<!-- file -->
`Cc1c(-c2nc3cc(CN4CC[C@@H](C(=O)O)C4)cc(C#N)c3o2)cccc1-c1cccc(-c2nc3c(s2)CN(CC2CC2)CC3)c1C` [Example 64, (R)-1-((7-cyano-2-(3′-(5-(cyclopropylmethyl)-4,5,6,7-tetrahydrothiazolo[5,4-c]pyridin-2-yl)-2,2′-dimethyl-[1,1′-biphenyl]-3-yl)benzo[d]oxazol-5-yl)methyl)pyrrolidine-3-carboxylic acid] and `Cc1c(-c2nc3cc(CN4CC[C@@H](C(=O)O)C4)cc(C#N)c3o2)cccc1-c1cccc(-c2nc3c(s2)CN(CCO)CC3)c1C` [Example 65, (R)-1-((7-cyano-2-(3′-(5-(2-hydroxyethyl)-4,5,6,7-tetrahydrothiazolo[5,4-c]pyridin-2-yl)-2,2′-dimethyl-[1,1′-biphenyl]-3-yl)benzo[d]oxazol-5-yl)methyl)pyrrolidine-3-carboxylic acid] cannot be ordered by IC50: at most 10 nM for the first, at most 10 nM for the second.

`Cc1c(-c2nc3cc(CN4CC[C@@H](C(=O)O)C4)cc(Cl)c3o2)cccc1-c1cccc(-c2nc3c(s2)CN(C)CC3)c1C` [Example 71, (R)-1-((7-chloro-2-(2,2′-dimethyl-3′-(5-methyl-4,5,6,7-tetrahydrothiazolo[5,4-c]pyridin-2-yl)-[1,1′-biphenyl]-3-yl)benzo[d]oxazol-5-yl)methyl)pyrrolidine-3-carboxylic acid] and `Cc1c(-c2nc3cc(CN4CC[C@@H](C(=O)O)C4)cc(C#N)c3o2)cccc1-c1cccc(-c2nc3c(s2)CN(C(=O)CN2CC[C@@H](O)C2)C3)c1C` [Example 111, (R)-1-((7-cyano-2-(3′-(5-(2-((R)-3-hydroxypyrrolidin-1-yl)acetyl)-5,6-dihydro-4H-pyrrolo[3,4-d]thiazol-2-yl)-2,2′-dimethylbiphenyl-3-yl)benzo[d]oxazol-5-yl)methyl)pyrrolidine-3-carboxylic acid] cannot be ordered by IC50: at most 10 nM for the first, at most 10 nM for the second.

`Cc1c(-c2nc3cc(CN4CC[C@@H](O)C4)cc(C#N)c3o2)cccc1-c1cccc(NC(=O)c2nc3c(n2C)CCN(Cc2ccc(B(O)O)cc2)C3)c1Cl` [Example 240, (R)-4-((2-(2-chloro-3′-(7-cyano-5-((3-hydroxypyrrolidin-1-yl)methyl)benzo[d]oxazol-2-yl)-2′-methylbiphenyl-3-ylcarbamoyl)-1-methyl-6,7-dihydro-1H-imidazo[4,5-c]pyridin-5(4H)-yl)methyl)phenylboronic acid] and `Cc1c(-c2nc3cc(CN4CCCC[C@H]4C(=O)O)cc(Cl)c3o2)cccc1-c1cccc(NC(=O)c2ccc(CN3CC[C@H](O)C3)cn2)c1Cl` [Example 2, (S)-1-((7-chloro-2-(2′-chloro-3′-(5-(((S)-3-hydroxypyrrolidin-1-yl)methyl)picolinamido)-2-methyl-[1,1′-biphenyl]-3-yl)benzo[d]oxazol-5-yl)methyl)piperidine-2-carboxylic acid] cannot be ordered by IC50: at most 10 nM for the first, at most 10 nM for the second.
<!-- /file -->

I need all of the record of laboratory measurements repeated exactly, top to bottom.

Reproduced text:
`Cc1c(-c2nc3cc(CN4CC[C@@H](C(=O)O)C4)cc(C#N)c3o2)cccc1-c1cccc(-c2nc3c(s2)CN(CC2CC2)CC3)c1C` [Example 64, (R)-1-((7-cyano-2-(3′-(5-(cyclopropylmethyl)-4,5,6,7-tetrahydrothiazolo[5,4-c]pyridin-2-yl)-2,2′-dimethyl-[1,1′-biphenyl]-3-yl)benzo[d]oxazol-5-yl)methyl)pyrrolidine-3-carboxylic acid] and `Cc1c(-c2nc3cc(CN4CC[C@@H](C(=O)O)C4)cc(C#N)c3o2)cccc1-c1cccc(-c2nc3c(s2)CN(CCO)CC3)c1C` [Example 65, (R)-1-((7-cyano-2-(3′-(5-(2-hydroxyethyl)-4,5,6,7-tetrahydrothiazolo[5,4-c]pyridin-2-yl)-2,2′-dimethyl-[1,1′-biphenyl]-3-yl)benzo[d]oxazol-5-yl)methyl)pyrrolidine-3-carboxylic acid] cannot be ordered by IC50: at most 10 nM for the first, at most 10 nM for the second.

`Cc1c(-c2nc3cc(CN4CC[C@@H](C(=O)O)C4)cc(Cl)c3o2)cccc1-c1cccc(-c2nc3c(s2)CN(C)CC3)c1C` [Example 71, (R)-1-((7-chloro-2-(2,2′-dimethyl-3′-(5-methyl-4,5,6,7-tetrahydrothiazolo[5,4-c]pyridin-2-yl)-[1,1′-biphenyl]-3-yl)benzo[d]oxazol-5-yl)methyl)pyrrolidine-3-carboxylic acid] and `Cc1c(-c2nc3cc(CN4CC[C@@H](C(=O)O)C4)cc(C#N)c3o2)cccc1-c1cccc(-c2nc3c(s2)CN(C(=O)CN2CC[C@@H](O)C2)C3)c1C` [Example 111, (R)-1-((7-cyano-2-(3′-(5-(2-((R)-3-hydroxypyrrolidin-1-yl)acetyl)-5,6-dihydro-4H-pyrrolo[3,4-d]thiazol-2-yl)-2,2′-dimethylbiphenyl-3-yl)benzo[d]oxazol-5-yl)methyl)pyrrolidine-3-carboxylic acid] cannot be ordered by IC50: at most 10 nM for the first, at most 10 nM for the second.

`Cc1c(-c2nc3cc(CN4CC[C@@H](O)C4)cc(C#N)c3o2)cccc1-c1cccc(NC(=O)c2nc3c(n2C)CCN(Cc2ccc(B(O)O)cc2)C3)c1Cl` [Example 240, (R)-4-((2-(2-chloro-3′-(7-cyano-5-((3-hydroxypyrrolidin-1-yl)methyl)benzo[d]oxazol-2-yl)-2′-methylbiphenyl-3-ylcarbamoyl)-1-methyl-6,7-dihydro-1H-imidazo[4,5-c]pyridin-5(4H)-yl)methyl)phenylboronic acid] and `Cc1c(-c2nc3cc(CN4CCCC[C@H]4C(=O)O)cc(Cl)c3o2)cccc1-c1cccc(NC(=O)c2ccc(CN3CC[C@H](O)C3)cn2)c1Cl` [Example 2, (S)-1-((7-chloro-2-(2′-chloro-3′-(5-(((S)-3-hydroxypyrrolidin-1-yl)methyl)picolinamido)-2-methyl-[1,1′-biphenyl]-3-yl)benzo[d]oxazol-5-yl)methyl)piperidine-2-carboxylic acid] cannot be ordered by IC50: at most 10 nM for the first, at most 10 nM for the second.